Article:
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to jump around the tutorial:
Well, now that you know the different ways that ASP can be used in the real world how about learning some practical stuff?
As you learned in the ASP introduction primer,
ASP is a server-side technology which means that the server for your website is
the sole controller of whether or not ASP is available to you. ASP is also a
product of Microsoft which means it will only run on Microsoft operating
systems, however, there is a third party package that will help you get around
this problem. We’ll talk about that later.
If you are using a
hosting service or getting some free personal web space with your ISP you will
want to check with them to see if ASP is available to you. You can also write a simple test page to verify whether ASP works on your server if you don’t want to take the time to contact your web host.
Here is a simple page
for you to enter and test for ASP:
<!— This page should display "ASP is working!" —>
<!— if ASP is
available to you. —>
<TITLE>ASP Test Page</TITLE>
<% Dim TestString %>
<% TestString = "ASP is Working!" %>
<% Response.Write TestString %>
Don’t worry about how the code works for now. We’ll get to all of that soon enough. Be sure to save the page with the .asp extension instead of the .html extension or you will not get the desired result. The .asp extension simply let’s the server know that the page is an ASP page and it should be processed accordingly. If you forget and leave the
.html extension on the end then the server will just send the page on its merry way to the browser and it will never get processed. Also, ASP pages are uploaded to your websites the same way that your HTML pages are, nothing different.
Now, if you are running
your own server at home or work then you will have some configuring ahead of
you. First of all, you will need to have IIS up and running. IIS is available
to you in various forms on any Microsoft operating system from Windows 95 on.
For those of you that
are just wanting to learn and test ASP on your home computer you can install and
configure Personal Web Server (PWS) and run your ASP pages locally. PWS comes with your Windows operating system. To
learn how to install and configure PWS go to the Microsoft site by
clicking here. This will get you started finding the right installation and
set-up instructions for your particular operating system. Unfortunately, I will
have to let Microsoft walk you through the installation and set-up of PWS
because I simply wouldn’t be able to cover all of the different operating
systems in these short articles.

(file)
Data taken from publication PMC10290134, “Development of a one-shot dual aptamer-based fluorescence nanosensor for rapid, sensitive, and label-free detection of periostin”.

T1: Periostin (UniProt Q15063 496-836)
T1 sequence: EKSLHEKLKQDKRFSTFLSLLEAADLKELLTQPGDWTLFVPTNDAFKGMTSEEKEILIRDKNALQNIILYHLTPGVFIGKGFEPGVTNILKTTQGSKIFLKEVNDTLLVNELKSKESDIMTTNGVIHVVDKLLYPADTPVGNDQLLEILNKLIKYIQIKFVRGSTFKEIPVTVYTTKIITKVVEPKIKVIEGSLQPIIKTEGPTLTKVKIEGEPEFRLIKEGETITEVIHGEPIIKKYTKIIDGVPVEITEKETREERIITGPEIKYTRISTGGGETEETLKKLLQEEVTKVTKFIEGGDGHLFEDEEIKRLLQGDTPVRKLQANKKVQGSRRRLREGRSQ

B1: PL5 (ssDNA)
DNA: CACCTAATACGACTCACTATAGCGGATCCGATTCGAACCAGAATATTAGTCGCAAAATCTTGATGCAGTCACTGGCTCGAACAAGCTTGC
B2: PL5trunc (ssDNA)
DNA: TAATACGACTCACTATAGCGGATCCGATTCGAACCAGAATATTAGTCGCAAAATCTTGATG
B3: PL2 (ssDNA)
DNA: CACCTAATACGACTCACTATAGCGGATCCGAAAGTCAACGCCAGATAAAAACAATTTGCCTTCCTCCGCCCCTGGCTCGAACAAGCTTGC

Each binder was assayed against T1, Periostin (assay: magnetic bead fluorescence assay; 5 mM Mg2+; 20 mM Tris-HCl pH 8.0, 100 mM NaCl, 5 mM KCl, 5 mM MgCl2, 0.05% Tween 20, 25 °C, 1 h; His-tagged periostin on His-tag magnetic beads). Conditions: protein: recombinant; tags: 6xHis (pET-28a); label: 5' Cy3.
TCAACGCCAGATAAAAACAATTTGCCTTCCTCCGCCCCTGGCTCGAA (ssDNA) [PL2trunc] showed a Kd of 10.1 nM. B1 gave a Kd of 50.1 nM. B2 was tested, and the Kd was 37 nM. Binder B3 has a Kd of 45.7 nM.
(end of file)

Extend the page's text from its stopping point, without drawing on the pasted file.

If you don’t use a
Microsoft operating system but still want to learn how to use ASP, there is a
third party product out there called Chili!Soft ASP which allows you to run ASP
applications on some non-Microsoft operating systems. If you are interested you
can check out Chili!Soft ASP at
Now that you have a
platform for running your ASP pages, hopefully, I’ll bet you would like to know
how the pages are actually processed. Well, it’s pretty simple actually.
Each time a request is
made from a browser for an ASP page the server takes a look at that ASP page to
see what it (the server) needs to do. This process is referred to as
interpreting. In other words, the server reads each ASP page as it is requested,
interprets the code in the page and then spits out the desired result to the
browser. Because of this fact, you will be the only one that can see your code
on your ASP pages since only the HTML gets sent to the browser. No worries about
someone "stealing" your ASP code.
While you might think
that the whole process would result in a big pause while the pages are processed
it really doesn’t. As long as you keep your ASP pages to a reasonable length you
will probably not notice any difference between an ASP page and a simple HTML
So, what exactly gets
sent to the browser? Nothing but simple HTML. Since the browser is not a very
worldly piece of software it generally only speaks a few languages, HTML and
Does this mean I can’t
Now, don’t worry if this
doesn’t make perfect sense to you right now. As we move on and you get a chance
to create some ASP pages of your own the whole process will become much more
clear to you.
Well, actually you
already did. The test page code listed above is a fully functional ASP page. So,
let’s take a closer look at it and see what it is doing.
The first thing you
probably noticed were the goofy looking <% and %> tags. Those
little guys are ASP’s way of telling the server that inside here is some code
that needs to be looked at and processed. Also, did you notice that the ASP tags
are sprinkled in and amongst the standard HTML that you are already familiar
with? You’ll find that most of your ASP pages will be a mixture of ASP and HTML.
You also probably
noticed the <% Option Explicit %> at the top of the page. Memorize this.
As a matter of practice you should always put it at the top of every ASP page
that you create. It forces you to declare all of the variables in your
application (we’ll talk about that in greater detail later). It will save you a
great deal of headache when you begin to debug you pages.
Next there is <%@
Language="VBScript" %>. This simply tells the server what language you have
chosen for your ASP pages. For the purposes of this series we will be using
The next part of the
page uses the Dim statement and the Response object. These are two
items that we will be discussing in the next part of this series, so we’ll skip
them for now. If you want to play around with the page, however, feel free to
put anything you want within the quotes instead of "ASP is Working!".
And next begins the fun
part, actually learning the stuff necessary to make really cool ASP pages. In
the next part of this series we will explore some of the basic elements of
In the next part of this series
Learn about Dim
Learn about the If
.. Then statement
Learn about the